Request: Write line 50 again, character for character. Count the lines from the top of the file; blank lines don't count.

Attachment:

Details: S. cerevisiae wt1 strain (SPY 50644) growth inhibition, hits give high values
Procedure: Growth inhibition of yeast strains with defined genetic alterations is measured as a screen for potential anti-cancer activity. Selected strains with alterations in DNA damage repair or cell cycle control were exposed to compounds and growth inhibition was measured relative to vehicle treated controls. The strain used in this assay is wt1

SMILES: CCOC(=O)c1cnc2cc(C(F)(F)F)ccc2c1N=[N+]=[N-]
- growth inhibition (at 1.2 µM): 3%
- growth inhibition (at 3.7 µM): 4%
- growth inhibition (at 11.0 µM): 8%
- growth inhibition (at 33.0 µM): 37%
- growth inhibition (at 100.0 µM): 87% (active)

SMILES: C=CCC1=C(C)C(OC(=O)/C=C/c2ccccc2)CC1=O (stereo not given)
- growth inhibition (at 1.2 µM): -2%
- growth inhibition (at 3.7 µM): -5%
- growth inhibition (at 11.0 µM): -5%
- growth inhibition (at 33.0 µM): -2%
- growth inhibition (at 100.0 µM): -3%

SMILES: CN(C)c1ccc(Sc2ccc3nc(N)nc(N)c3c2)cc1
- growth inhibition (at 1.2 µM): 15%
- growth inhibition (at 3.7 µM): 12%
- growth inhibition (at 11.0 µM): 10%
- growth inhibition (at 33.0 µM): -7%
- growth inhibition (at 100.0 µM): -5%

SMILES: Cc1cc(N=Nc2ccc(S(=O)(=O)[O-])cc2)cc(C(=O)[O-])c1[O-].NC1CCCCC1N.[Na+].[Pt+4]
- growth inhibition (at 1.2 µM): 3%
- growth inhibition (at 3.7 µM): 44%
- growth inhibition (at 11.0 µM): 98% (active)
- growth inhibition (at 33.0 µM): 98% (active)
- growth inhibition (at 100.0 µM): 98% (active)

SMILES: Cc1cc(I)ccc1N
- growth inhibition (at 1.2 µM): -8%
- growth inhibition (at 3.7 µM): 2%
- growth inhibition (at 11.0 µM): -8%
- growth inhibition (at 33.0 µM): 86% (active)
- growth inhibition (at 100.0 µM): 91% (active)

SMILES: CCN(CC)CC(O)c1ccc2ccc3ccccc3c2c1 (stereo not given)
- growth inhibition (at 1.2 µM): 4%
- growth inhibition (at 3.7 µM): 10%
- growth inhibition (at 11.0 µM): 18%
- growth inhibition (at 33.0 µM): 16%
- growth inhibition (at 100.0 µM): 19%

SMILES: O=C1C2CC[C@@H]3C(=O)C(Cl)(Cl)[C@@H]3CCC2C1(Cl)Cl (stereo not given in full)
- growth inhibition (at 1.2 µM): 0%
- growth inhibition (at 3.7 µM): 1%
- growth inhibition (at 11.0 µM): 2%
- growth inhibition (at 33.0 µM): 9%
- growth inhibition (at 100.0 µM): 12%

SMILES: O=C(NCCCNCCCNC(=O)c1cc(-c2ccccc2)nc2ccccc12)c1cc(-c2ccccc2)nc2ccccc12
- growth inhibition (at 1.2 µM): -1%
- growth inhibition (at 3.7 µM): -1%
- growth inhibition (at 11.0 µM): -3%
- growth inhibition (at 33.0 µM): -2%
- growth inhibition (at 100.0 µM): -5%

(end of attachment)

- growth inhibition (at 100.0 µM): -5%